The general consensus among brokers is that government tinkering with lending rules is an unwanted annoyance; but do brokers in smaller markets have it worse than others?
“There has been a boom that just never went away in Vancouver and Toronto but here in the Maritimes, housing worth hasn’t gone up,” Kent Farnsworth of Mortgage Alliance Simply Mortgages told MortgageBrokerNews.ca. “We’re painted with the same brush where business is booming and the national state of the economy is affecting these markets a lot more than smaller ones.”
Based out of St. John Newfoundland, Farnsworth would like the government to regionalize lending regulations. The tightening lending rules are meant to cool out-of-control housing markets but one unwanted affect is slowing markets that could actually use a boost.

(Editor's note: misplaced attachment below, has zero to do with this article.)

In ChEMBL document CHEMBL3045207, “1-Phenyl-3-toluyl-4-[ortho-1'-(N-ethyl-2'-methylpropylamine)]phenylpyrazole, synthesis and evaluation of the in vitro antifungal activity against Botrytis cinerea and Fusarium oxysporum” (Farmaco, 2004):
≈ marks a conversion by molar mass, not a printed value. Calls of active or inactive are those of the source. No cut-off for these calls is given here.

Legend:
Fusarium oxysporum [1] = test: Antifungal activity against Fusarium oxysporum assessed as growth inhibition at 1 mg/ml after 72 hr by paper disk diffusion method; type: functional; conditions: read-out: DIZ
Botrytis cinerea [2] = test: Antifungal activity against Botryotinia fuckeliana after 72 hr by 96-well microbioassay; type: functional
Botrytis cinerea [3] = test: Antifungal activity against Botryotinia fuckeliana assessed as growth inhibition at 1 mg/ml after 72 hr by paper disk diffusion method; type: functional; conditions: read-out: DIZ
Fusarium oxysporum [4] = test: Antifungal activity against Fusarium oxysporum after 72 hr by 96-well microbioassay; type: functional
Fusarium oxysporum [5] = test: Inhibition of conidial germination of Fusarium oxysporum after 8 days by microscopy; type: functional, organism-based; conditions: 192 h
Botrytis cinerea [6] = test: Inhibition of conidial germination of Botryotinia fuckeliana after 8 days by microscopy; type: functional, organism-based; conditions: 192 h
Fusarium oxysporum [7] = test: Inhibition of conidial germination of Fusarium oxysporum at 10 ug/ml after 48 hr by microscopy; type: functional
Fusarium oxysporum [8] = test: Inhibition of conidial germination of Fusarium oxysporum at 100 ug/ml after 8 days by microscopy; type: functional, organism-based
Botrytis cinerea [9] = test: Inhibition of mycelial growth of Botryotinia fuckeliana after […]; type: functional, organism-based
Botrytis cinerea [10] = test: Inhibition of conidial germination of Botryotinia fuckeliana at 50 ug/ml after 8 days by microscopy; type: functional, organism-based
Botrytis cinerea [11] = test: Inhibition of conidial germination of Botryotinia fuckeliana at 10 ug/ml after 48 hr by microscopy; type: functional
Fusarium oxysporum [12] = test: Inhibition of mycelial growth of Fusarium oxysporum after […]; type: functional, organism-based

“A year ago I could have approved somebody with decent credit and a gifted down payment – I could get a mortgage approved,” Farnsworth said. “Now they’re slowing it down and I can understand why they’re doing it in larger cities but it doesn’t make sense to scrutinize the buyers as much in smaller markets.”
And similar sentiments are shared by brokers in smaller markets around the country.
“You can’t paint Midland Ontario with the same brush you paint Toronto with – it’s a total different environment,” Garry Dicks of Dominion Lending Centres Midland Mortgages said. “Look at pricing in large markets and pricing in our market; our market is flat. You look at Flaherty changing all the rules to slow the market down and we didn’t have an accelerated market. We didn’t need any slowing.”
According to Dicks, it isn’t just the government who has implementing business-stifling mandates, it’s the lenders as well.
“It’s not just federal and provincial legislation that are deterrents. With lenders, if you’re dealing with B-lenders, they’re all cutting back loans,” Dicks said. “The rules aren’t any stricter in smaller markets, it’s that the lenders are looking at the loan to value and restricting you – they normally do 80 per cent in the GTA, they won’t even lend 75 per cent of the property in Midland.”